Things change with “Artificial.” The chiptune is gone and so is the ’80s vibe. It's thematic, cinematic and a bit alien sounding. The band has some cerebral technological insight with “Clickbait” which gets unexpectedly serious about politics. Three songs in and I felt like the mood was everywhere. The band then gets angry or aggressive on “No Reason” and it was the first song that sounded like cyberpunk. They then get dark and moody. “Zombie” displays more dirty rap and goes back into a sort of more frivolous sound perhaps a little on par with die antwoord. It might be the highlight.
I’m not even sure what genre to call “Echo Chamber” but it is the most experimental. They don’t simmer down with the dark and bass drum heavy “Pull The Plug.” They close with an industrial and mechanical sounding song entitled “The Revolution Will Not Be Digital.”
I felt like I was listening to about eight different artists. These songs are very loosely tied together and perhaps that’s a bi-product of working remotely. It wasn’t just the style but it was the overall mood which pulled me in a number of different directions. This sounded like a mix-tape of various artists and perhaps that's what they wanted. Take a listen.
White Collar Crime is a group from New York City and they have released a couple of songs before their album comes out. I read a little about the band and apparently the band’s schtick is that at least some of the members are lawyers. Ok, I get it. Work hard, play harder - I like it. Let’s get into the tunes.
The first song is entitled “Dream the Dream” which is a pretty straightforward rock song in the style of many American bands. There is plenty of Americana along with a ’70s vibe not too far from a band like Steely Dan. The song is warm with clean, reverb laced guitars and really great production overall. There are two singers, a female and a male lead. They take time swapping verses but then sing harmony on the chorus. They sound good together with the male vocal feeling a little more prominent in the mix. It definitely has a nostalgic vibe and in all truth we most likely resonate most with people who were alive when this style of music was popular.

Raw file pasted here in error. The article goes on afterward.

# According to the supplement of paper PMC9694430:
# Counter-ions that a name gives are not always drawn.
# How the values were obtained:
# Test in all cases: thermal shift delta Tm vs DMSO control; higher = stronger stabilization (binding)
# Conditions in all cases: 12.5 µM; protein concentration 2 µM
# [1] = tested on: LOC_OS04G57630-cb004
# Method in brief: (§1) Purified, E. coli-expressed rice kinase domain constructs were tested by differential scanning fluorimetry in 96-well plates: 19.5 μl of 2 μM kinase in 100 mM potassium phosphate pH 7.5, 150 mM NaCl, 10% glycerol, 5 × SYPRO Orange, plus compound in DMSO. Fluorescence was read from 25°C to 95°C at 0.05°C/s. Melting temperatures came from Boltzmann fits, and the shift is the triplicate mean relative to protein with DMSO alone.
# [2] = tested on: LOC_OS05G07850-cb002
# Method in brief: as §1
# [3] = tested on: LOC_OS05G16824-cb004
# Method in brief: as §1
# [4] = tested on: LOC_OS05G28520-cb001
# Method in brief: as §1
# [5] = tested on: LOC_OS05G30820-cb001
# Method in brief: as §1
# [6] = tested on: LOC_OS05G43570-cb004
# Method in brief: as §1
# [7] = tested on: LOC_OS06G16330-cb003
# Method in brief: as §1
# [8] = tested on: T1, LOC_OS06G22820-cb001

“To Be Real” is the other song the band released. There is a slightly different vibe here. It plays more into nostalgia and while a rock song it leans towards feeling like a ballad with an epic ending. The guitars and instruments in general are treated in a similar fashion to the previous song with a lot of warmth.
Lines like “what are you doing with the rest of your life” create this pensive, almost cerebral quality. I’ll also say the music has the early Bruce Springsteen vibe. No one singing sounds like the boss but the music has the celebratory, organ fueled feel that he was doing back in the ’80s.
While I’m not saying a younger generation won’t enjoy this there is just no denying the demographic this music will appeal to. So suffice it to say if you like bands like Tom Petty, Steve Miller Band, John Mellencamp and other like-minded bands this should be in your wheelhouse.
Andy Michaels is well known for his journey from being an incapacitating car accident survivor to a contemporary/pop songwriter. I took some time to listen to his latest release Incendiary Heart.
The first thing I saw was the album cover and truth be told I thought was a picture of some dude getting killed by dragon fire. On further inspection I think the idea is the flame is coming from him. You can see an outline of a heart if you look closely.
Incendiary Heart is a straightforward pop album with top notch production. There is a second lead female vocalist who sings as well. The first song “Darling It Hurts” has a Jack Johnson by the beach singer/songwriter type vibe. Instead of it being sparse however it’s a full on production. Up next is “Only Love Knows the Meaning of Goodbye” which is one of the highlights of the batch. I liked the vibe especially on the verse. On the chorus he digs way more into an epic, the doves are flying everywhere and love is glorious type of vibe.